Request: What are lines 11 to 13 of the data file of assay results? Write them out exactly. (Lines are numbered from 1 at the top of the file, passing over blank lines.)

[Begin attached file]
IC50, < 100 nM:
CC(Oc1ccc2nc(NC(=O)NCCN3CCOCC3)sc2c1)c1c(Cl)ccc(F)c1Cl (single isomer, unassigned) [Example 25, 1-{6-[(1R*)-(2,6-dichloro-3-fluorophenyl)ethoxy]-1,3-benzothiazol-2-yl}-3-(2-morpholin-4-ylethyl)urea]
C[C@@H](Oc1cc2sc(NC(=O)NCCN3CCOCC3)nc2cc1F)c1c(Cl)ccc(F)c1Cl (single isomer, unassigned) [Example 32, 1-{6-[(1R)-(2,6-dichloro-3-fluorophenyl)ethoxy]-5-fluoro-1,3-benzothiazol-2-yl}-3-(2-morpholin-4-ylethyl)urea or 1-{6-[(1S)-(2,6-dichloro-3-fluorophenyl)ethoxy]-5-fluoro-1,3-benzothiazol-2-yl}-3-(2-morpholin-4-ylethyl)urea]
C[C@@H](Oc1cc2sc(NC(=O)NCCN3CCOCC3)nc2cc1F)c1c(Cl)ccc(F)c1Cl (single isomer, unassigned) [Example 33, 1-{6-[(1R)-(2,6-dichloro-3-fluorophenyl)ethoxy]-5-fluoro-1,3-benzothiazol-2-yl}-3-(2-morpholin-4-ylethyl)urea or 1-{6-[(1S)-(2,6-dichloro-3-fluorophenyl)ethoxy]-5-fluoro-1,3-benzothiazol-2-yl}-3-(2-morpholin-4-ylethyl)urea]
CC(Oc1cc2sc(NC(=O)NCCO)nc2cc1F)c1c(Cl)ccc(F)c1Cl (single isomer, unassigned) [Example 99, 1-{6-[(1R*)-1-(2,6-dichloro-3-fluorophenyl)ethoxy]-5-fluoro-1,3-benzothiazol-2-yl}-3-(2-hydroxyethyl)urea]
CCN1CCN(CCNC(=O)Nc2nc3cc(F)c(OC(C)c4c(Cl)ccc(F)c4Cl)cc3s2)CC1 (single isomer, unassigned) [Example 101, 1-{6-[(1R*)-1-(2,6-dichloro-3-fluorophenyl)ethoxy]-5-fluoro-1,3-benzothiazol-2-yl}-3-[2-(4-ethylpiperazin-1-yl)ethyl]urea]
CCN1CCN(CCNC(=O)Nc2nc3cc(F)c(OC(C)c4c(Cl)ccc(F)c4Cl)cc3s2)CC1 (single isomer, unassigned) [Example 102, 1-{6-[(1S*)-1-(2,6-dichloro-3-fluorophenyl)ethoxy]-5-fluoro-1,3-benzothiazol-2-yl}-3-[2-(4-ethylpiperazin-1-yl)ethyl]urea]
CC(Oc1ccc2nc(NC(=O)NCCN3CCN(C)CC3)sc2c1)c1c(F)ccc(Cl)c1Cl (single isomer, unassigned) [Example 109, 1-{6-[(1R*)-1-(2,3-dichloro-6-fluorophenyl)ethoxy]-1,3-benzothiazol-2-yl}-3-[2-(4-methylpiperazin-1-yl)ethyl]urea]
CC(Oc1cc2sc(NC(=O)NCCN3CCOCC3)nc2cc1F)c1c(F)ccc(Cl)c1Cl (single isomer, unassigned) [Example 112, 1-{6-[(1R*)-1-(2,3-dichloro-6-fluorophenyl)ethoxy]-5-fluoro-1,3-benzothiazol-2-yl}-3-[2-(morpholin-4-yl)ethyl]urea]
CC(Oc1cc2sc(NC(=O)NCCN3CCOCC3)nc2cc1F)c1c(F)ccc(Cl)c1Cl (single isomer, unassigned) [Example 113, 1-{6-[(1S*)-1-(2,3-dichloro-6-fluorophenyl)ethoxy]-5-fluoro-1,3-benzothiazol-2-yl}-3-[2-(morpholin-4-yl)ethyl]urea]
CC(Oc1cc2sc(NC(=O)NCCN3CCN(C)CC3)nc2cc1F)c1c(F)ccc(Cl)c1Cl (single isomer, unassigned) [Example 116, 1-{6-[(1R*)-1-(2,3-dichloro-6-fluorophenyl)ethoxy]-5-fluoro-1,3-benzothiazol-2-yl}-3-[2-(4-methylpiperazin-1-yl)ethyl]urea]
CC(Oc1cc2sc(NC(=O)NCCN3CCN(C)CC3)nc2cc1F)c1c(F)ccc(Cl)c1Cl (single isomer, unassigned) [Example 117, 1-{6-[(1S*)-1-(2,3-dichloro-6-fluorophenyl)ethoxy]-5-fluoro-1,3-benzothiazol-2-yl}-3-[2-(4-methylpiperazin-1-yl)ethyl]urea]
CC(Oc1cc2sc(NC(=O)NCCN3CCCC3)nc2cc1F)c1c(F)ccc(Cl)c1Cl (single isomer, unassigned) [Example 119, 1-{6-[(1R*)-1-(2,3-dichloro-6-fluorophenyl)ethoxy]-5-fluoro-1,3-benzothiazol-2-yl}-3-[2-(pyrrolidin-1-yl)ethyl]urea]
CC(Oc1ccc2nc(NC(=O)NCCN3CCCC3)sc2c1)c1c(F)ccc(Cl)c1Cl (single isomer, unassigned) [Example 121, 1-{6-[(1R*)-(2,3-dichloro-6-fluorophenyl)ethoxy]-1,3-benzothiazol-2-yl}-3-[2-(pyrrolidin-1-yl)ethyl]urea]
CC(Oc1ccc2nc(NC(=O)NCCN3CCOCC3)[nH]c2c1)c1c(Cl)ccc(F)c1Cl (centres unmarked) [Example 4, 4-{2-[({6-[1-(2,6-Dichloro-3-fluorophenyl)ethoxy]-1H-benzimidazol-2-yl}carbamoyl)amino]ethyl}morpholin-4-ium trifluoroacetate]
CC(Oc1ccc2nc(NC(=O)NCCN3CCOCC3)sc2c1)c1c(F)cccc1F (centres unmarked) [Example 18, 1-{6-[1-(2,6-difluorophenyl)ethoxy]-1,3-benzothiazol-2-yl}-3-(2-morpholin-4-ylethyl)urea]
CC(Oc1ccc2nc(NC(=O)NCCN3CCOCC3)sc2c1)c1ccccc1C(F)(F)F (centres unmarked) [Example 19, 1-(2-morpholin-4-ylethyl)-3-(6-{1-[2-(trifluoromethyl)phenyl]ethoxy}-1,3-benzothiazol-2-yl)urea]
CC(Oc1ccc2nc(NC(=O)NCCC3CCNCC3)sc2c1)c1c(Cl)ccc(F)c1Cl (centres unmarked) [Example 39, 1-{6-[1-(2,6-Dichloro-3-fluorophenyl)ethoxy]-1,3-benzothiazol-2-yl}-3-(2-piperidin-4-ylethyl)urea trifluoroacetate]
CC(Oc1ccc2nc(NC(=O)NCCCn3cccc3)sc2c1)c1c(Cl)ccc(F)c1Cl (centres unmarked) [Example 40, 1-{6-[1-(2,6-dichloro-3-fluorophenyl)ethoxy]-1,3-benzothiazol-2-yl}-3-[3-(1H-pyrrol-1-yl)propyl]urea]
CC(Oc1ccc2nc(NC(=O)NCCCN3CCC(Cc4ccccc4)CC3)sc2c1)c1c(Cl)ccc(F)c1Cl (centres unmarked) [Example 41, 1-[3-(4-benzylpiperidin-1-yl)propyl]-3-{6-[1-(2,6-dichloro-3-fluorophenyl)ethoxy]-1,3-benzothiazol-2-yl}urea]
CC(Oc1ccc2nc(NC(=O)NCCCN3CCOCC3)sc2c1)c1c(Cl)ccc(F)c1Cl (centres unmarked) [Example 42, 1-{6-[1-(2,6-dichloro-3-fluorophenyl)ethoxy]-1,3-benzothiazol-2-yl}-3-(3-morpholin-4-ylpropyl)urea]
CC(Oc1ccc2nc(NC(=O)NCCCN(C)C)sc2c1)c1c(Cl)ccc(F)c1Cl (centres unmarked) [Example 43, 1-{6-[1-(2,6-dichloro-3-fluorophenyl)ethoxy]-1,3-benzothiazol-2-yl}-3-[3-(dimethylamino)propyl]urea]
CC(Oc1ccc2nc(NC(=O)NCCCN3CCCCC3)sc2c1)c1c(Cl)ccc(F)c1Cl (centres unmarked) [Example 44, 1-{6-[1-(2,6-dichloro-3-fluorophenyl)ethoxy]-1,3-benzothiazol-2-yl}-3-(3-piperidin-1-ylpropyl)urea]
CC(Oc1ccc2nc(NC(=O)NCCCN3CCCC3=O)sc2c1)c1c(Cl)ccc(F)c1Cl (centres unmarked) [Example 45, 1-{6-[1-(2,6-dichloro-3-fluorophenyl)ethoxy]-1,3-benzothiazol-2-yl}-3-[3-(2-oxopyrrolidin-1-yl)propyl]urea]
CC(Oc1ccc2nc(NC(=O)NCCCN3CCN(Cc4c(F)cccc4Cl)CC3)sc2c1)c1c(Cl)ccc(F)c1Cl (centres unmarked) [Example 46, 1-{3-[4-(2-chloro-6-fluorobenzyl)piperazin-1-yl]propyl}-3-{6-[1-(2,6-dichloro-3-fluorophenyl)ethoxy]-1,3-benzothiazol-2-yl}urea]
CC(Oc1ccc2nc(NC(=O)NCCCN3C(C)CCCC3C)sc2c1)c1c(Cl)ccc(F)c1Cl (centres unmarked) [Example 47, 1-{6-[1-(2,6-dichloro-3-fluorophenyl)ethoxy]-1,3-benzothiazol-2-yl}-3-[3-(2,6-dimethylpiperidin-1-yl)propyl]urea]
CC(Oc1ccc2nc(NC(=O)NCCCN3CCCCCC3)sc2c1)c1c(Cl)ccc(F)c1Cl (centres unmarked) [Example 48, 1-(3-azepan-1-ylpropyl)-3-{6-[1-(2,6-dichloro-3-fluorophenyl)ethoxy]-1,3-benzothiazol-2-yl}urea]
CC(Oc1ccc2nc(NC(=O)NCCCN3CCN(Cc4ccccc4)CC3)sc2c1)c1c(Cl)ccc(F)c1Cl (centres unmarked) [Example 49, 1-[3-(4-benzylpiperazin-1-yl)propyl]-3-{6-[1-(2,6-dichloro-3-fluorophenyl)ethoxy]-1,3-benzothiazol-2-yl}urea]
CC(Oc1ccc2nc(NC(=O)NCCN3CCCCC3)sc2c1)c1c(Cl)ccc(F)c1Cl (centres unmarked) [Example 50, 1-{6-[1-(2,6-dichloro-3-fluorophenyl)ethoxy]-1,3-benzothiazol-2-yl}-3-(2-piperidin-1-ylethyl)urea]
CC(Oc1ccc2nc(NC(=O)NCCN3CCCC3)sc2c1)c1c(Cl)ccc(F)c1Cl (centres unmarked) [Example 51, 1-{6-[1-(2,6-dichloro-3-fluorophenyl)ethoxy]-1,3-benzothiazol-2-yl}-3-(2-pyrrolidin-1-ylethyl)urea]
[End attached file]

CC(Oc1cc2sc(NC(=O)NCCN3CCN(C)CC3)nc2cc1F)c1c(F)ccc(Cl)c1Cl (single isomer, unassigned) [Example 116, 1-{6-[(1R*)-1-(2,3-dichloro-6-fluorophenyl)ethoxy]-5-fluoro-1,3-benzothiazol-2-yl}-3-[2-(4-methylpiperazin-1-yl)ethyl]urea]
CC(Oc1cc2sc(NC(=O)NCCN3CCN(C)CC3)nc2cc1F)c1c(F)ccc(Cl)c1Cl (single isomer, unassigned) [Example 117, 1-{6-[(1S*)-1-(2,3-dichloro-6-fluorophenyl)ethoxy]-5-fluoro-1,3-benzothiazol-2-yl}-3-[2-(4-methylpiperazin-1-yl)ethyl]urea]
CC(Oc1cc2sc(NC(=O)NCCN3CCCC3)nc2cc1F)c1c(F)ccc(Cl)c1Cl (single isomer, unassigned) [Example 119, 1-{6-[(1R*)-1-(2,3-dichloro-6-fluorophenyl)ethoxy]-5-fluoro-1,3-benzothiazol-2-yl}-3-[2-(pyrrolidin-1-yl)ethyl]urea]